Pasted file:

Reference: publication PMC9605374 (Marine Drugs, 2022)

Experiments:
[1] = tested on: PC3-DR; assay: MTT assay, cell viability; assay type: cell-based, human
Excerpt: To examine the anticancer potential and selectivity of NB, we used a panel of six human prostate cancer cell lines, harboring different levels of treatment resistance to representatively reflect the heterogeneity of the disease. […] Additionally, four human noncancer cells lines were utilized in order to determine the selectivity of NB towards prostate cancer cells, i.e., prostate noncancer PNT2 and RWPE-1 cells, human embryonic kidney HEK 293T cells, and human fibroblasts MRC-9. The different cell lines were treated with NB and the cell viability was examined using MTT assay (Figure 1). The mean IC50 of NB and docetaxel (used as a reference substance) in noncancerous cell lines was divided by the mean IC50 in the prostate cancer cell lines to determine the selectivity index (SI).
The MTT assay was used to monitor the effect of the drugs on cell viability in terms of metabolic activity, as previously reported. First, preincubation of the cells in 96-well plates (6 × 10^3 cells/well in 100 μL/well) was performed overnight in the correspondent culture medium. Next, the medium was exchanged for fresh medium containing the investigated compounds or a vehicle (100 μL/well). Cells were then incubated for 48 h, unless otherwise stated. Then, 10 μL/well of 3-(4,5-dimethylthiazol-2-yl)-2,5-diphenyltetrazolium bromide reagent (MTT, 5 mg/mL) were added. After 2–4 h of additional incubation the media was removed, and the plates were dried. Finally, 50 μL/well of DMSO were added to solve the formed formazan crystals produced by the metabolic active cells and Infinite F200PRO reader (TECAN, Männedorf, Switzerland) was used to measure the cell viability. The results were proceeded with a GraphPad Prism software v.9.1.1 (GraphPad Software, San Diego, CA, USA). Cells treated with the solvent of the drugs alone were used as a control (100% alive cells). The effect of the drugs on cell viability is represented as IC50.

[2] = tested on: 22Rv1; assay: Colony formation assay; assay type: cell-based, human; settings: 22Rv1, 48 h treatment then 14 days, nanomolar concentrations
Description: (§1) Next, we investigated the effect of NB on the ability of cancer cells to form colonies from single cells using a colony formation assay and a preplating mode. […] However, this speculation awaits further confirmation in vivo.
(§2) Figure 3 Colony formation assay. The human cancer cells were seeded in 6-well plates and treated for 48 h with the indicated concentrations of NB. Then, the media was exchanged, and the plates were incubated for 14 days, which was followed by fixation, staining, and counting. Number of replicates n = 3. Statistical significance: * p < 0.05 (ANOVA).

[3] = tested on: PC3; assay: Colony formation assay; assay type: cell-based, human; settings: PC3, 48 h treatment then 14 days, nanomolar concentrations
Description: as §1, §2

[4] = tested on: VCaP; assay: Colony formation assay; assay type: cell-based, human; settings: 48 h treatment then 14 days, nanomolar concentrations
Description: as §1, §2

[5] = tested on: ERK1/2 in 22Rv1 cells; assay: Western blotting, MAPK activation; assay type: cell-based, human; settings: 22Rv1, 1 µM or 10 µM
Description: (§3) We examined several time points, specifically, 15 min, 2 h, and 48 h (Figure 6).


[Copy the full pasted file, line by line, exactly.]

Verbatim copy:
Reference: publication PMC9605374 (Marine Drugs, 2022)

Experiments:
[1] = tested on: PC3-DR; assay: MTT assay, cell viability; assay type: cell-based, human
Excerpt: To examine the anticancer potential and selectivity of NB, we used a panel of six human prostate cancer cell lines, harboring different levels of treatment resistance to representatively reflect the heterogeneity of the disease. […] Additionally, four human noncancer cells lines were utilized in order to determine the selectivity of NB towards prostate cancer cells, i.e., prostate noncancer PNT2 and RWPE-1 cells, human embryonic kidney HEK 293T cells, and human fibroblasts MRC-9. The different cell lines were treated with NB and the cell viability was examined using MTT assay (Figure 1). The mean IC50 of NB and docetaxel (used as a reference substance) in noncancerous cell lines was divided by the mean IC50 in the prostate cancer cell lines to determine the selectivity index (SI).
The MTT assay was used to monitor the effect of the drugs on cell viability in terms of metabolic activity, as previously reported. First, preincubation of the cells in 96-well plates (6 × 10^3 cells/well in 100 μL/well) was performed overnight in the correspondent culture medium. Next, the medium was exchanged for fresh medium containing the investigated compounds or a vehicle (100 μL/well). Cells were then incubated for 48 h, unless otherwise stated. Then, 10 μL/well of 3-(4,5-dimethylthiazol-2-yl)-2,5-diphenyltetrazolium bromide reagent (MTT, 5 mg/mL) were added. After 2–4 h of additional incubation the media was removed, and the plates were dried. Finally, 50 μL/well of DMSO were added to solve the formed formazan crystals produced by the metabolic active cells and Infinite F200PRO reader (TECAN, Männedorf, Switzerland) was used to measure the cell viability. The results were proceeded with a GraphPad Prism software v.9.1.1 (GraphPad Software, San Diego, CA, USA). Cells treated with the solvent of the drugs alone were used as a control (100% alive cells). The effect of the drugs on cell viability is represented as IC50.

[2] = tested on: 22Rv1; assay: Colony formation assay; assay type: cell-based, human; settings: 22Rv1, 48 h treatment then 14 days, nanomolar concentrations
Description: (§1) Next, we investigated the effect of NB on the ability of cancer cells to form colonies from single cells using a colony formation assay and a preplating mode. […] However, this speculation awaits further confirmation in vivo.
(§2) Figure 3 Colony formation assay. The human cancer cells were seeded in 6-well plates and treated for 48 h with the indicated concentrations of NB. Then, the media was exchanged, and the plates were incubated for 14 days, which was followed by fixation, staining, and counting. Number of replicates n = 3. Statistical significance: * p < 0.05 (ANOVA).

[3] = tested on: PC3; assay: Colony formation assay; assay type: cell-based, human; settings: PC3, 48 h treatment then 14 days, nanomolar concentrations
Description: as §1, §2

[4] = tested on: VCaP; assay: Colony formation assay; assay type: cell-based, human; settings: 48 h treatment then 14 days, nanomolar concentrations
Description: as §1, §2

[5] = tested on: ERK1/2 in 22Rv1 cells; assay: Western blotting, MAPK activation; assay type: cell-based, human; settings: 22Rv1, 1 µM or 10 µM
Description: (§3) We examined several time points, specifically, 15 min, 2 h, and 48 h (Figure 6).